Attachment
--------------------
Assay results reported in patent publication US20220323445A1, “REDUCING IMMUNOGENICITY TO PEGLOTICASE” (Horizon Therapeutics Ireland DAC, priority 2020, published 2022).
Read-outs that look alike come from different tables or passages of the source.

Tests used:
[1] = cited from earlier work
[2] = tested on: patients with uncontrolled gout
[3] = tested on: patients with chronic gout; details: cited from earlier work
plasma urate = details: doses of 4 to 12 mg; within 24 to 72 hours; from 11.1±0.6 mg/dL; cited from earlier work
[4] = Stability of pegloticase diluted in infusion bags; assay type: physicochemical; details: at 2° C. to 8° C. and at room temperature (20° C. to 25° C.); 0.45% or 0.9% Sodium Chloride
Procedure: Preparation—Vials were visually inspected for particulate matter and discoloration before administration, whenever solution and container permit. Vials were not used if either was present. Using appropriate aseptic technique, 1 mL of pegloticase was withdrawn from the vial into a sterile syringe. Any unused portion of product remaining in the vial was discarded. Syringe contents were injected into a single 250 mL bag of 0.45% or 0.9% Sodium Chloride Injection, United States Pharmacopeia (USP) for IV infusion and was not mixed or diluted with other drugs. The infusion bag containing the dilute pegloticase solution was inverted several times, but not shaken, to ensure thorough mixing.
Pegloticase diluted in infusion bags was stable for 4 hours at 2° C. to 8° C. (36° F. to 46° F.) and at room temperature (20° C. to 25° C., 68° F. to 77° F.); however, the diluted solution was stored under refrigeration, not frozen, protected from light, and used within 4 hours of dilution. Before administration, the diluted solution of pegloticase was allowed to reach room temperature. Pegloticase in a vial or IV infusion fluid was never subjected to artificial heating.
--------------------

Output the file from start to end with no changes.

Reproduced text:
Assay results reported in patent publication US20220323445A1, “REDUCING IMMUNOGENICITY TO PEGLOTICASE” (Horizon Therapeutics Ireland DAC, priority 2020, published 2022).
Read-outs that look alike come from different tables or passages of the source.

Tests used:
[1] = cited from earlier work
[2] = tested on: patients with uncontrolled gout
[3] = tested on: patients with chronic gout; details: cited from earlier work
plasma urate = details: doses of 4 to 12 mg; within 24 to 72 hours; from 11.1±0.6 mg/dL; cited from earlier work
[4] = Stability of pegloticase diluted in infusion bags; assay type: physicochemical; details: at 2° C. to 8° C. and at room temperature (20° C. to 25° C.); 0.45% or 0.9% Sodium Chloride
Procedure: Preparation—Vials were visually inspected for particulate matter and discoloration before administration, whenever solution and container permit. Vials were not used if either was present. Using appropriate aseptic technique, 1 mL of pegloticase was withdrawn from the vial into a sterile syringe. Any unused portion of product remaining in the vial was discarded. Syringe contents were injected into a single 250 mL bag of 0.45% or 0.9% Sodium Chloride Injection, United States Pharmacopeia (USP) for IV infusion and was not mixed or diluted with other drugs. The infusion bag containing the dilute pegloticase solution was inverted several times, but not shaken, to ensure thorough mixing.
Pegloticase diluted in infusion bags was stable for 4 hours at 2° C. to 8° C. (36° F. to 46° F.) and at room temperature (20° C. to 25° C., 68° F. to 77° F.); however, the diluted solution was stored under refrigeration, not frozen, protected from light, and used within 4 hours of dilution. Before administration, the diluted solution of pegloticase was allowed to reach room temperature. Pegloticase in a vial or IV infusion fluid was never subjected to artificial heating.